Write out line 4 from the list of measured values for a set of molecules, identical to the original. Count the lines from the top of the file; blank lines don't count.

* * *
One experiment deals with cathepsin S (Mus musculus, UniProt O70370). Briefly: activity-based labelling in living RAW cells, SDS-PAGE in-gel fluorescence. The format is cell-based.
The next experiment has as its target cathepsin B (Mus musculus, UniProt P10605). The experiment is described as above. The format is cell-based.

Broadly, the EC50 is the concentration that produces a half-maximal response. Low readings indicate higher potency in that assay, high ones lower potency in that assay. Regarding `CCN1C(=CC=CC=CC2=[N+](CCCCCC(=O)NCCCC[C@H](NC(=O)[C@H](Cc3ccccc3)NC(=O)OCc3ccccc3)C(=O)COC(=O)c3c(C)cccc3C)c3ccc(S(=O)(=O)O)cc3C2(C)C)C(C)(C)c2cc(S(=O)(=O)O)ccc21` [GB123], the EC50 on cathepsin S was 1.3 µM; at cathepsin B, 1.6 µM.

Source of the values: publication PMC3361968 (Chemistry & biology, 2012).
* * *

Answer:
Source of the values: publication PMC3361968 (Chemistry & biology, 2012).